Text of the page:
Fair points. My point however is that a large percentage despisethe states and their terrorism, and admire principled resistance. Even Ghandi said that armed violent resistance is moral.

No. He flatly stated that violent resistance to evil and oppression was perfectly acceptable and even meritorious, for people who chose the violent path.

No. He said his choice was nonviolence, but that nonviolence was not best for all people, and armed resistance by those who freely choose it is equally as meritorious.

I tried to find it. I cannot. But I remember reading his positionquite clearly on Wikipedia years ago. He also stated support for gun ownership and arming the Indian country for self-defense.

Btw, Gandhi also supposedly organized violent attacks against capitalist factories, yet avoidedthe fighting himself and asked governors not to physically harm him.

I saw this info on Yahoo Answers 20 minutesago, but now iI can’t find it. Sorry. I am not sure the info is genuine, because this is the first time I ever read that.

This statement is question begging. You’ve in no way shown that the satyagrahi possessed “additional courage” as opposed to the violent Indian revolutionaries. Gandhi had great respect for Bhagat Singh, and he would never have insulted him by implying that he lacked the moral courage to deploy the tactic of satyagraha. Singh — a violent revolutionay — carried popular support of the people, particularly the youth. That was crucial in the Indian independence struggle, and always overlooked when Gandhi’s tactics are invoked.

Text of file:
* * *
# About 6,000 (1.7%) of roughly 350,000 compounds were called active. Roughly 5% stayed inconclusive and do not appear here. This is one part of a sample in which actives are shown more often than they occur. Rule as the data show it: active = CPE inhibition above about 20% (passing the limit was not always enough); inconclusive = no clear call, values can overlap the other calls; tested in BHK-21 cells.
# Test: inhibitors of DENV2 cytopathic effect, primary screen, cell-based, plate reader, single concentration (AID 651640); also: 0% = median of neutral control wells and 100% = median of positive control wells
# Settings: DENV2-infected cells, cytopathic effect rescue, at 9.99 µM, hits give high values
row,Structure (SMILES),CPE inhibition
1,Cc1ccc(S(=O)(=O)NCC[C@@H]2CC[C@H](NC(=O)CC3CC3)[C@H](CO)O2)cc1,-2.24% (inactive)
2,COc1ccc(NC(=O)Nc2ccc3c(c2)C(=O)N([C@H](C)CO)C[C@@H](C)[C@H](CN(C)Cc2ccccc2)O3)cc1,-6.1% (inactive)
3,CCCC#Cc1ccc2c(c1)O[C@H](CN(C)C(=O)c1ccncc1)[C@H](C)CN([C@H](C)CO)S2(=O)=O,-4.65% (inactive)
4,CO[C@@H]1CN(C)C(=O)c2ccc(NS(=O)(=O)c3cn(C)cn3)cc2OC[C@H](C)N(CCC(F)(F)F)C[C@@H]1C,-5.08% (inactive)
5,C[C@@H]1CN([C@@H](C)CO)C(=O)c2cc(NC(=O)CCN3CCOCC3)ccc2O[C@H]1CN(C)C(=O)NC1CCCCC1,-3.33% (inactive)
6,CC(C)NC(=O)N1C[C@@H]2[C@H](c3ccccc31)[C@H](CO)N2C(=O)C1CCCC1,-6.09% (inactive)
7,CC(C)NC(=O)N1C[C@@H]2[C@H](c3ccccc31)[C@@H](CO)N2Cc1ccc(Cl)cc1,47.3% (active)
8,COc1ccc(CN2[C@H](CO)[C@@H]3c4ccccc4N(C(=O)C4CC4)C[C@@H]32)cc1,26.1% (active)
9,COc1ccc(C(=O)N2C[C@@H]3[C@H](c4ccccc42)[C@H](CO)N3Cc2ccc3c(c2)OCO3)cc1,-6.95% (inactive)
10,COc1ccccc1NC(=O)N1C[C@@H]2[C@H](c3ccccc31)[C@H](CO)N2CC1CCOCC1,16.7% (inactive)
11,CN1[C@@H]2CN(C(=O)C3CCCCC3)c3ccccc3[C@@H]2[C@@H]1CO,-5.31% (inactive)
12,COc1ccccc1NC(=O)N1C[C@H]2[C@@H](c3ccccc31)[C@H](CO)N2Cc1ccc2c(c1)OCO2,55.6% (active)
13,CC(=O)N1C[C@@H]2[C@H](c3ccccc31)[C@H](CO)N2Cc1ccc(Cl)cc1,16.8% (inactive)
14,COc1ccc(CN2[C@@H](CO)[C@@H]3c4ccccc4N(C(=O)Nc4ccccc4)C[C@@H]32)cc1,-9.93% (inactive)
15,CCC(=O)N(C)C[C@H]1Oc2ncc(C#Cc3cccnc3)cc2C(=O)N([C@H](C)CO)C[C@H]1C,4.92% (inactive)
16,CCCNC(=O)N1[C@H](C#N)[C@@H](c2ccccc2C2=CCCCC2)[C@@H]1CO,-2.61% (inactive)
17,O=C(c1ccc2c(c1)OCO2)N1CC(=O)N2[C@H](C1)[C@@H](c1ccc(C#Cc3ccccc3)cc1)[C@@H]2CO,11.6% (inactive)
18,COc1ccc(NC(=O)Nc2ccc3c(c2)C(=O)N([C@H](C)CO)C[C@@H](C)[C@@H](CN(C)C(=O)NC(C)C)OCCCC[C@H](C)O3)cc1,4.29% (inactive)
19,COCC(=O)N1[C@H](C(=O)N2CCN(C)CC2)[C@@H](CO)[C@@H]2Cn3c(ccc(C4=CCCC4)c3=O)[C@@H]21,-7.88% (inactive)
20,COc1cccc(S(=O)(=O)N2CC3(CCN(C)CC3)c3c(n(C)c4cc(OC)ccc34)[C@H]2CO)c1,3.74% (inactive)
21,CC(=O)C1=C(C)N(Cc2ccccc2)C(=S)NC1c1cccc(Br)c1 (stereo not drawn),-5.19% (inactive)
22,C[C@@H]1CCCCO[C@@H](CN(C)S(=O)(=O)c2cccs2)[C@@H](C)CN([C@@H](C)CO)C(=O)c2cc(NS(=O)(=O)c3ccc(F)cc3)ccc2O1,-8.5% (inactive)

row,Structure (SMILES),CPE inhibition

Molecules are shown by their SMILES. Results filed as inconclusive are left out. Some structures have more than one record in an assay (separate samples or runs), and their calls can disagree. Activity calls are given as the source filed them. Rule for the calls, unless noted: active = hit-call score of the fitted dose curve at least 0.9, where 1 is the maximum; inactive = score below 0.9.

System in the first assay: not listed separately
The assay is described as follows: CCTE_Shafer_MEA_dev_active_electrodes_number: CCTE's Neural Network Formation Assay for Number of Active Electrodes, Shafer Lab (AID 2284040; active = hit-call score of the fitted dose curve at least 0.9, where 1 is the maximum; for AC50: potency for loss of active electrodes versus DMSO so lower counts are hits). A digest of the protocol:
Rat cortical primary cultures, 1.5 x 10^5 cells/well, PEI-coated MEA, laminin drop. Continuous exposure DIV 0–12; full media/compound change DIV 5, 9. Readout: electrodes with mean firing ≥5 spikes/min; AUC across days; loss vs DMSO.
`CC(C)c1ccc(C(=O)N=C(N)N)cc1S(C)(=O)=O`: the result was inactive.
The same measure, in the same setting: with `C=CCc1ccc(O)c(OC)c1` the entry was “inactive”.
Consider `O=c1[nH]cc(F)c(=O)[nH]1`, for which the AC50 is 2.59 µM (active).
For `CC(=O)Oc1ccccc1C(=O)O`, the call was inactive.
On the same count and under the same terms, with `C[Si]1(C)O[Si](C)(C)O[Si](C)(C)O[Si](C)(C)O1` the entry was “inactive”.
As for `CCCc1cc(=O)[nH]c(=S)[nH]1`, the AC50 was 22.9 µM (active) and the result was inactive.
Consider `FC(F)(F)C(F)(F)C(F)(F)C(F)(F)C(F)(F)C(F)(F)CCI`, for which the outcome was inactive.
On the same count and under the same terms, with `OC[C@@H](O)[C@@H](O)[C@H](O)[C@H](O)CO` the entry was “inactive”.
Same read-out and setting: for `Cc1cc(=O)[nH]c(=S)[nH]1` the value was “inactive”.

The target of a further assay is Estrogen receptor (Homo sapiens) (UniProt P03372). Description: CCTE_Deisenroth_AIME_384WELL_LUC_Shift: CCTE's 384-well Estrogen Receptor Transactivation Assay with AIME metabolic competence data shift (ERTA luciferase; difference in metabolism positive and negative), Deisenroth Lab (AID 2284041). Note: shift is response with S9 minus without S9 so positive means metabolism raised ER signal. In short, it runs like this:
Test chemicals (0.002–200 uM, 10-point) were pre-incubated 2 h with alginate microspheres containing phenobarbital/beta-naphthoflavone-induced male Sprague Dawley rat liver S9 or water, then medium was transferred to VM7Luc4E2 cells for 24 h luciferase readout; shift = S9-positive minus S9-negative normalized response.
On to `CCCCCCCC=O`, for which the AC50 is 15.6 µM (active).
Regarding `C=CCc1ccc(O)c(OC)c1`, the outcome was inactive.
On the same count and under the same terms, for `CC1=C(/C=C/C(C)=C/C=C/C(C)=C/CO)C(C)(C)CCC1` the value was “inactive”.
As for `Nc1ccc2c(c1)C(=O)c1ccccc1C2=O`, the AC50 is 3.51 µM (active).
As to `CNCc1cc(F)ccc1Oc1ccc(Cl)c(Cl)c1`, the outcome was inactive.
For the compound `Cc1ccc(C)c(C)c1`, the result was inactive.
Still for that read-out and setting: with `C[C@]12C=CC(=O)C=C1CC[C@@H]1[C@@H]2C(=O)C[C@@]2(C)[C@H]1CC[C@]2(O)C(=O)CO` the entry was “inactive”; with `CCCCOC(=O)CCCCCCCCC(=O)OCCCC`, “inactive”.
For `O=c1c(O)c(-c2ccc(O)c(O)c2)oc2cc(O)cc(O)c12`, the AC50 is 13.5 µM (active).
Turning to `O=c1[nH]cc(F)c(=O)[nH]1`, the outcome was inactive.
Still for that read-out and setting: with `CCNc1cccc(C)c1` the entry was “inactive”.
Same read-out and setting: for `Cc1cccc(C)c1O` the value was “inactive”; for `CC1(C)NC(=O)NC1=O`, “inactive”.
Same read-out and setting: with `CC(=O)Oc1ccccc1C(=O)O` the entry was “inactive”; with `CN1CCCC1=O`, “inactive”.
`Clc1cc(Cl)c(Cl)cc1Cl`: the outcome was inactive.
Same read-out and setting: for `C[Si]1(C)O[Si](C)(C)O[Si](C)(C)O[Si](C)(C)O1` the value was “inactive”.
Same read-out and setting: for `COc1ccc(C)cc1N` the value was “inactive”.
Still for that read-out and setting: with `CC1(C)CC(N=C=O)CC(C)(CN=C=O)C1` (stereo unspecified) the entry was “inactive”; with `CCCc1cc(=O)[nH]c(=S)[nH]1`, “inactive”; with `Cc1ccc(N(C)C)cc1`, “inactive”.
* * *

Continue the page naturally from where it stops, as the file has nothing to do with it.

Also, your comments on the IRA are ahistorical. Michael Collins enjoyed many successes, and he also had wide support of his people. Armed irregulars don’t have to “win” necessarily, they only have to give off the perception of not losing.
Every struggle against oppression is different, therefore it’s hard to compare them to each other. Gandhi is lucky in that he was fighting against a western power, however. Had the Japanese invaded his country, his headless body would have been floating down the Ganges.

You’re doing both, but Gandhi’s words are enough. They make the argument necessary, because Nick referenced him, and his (implied, and actual) success as an argument.

FWIW, you should probably read the WIKIpedia article on Timothy McVeigh. After reading the novel “Unintended Consequences,” he stated that he believed that he should have waged a war of attrition specifically against the government agents responsible for Waco and the gulf war, rather than use a bomb, which wound up killing innocent people. He cited HIroshima and Nagasaki as two instances of WMD usage, as well as his anti-war views as the reason he attacked the Murrah building.

Did the American public sympathize with McVeigh? Not too many of them. Moreover, it doesn’t matter worldwide what people might sympathize with, it matters what people in New Hampshire sympathize with.

From what I know, most people in New Hampshire are servile, sheep-like, and un-American. The FSP, knowing very little about political organization, has only enjoyed limited success there. (However, they enjoy a little more success there than in most other states, except Alaska from 1978-1982 which had far more big and small-L libertarian political success.)

The choice of NH as the FSP state doomed the FSP to being a wet firecracker. Yet again indicating that an uninformed majority is not the best way to take positive action, but is rather a good way to moderate the very worst of damage. (And that’s true. NH was probably the second to fourth-best choice of state, but it certainly wasn’t the worst.)

Nick wrote: “I don’t know about that. I think a very significant segment of world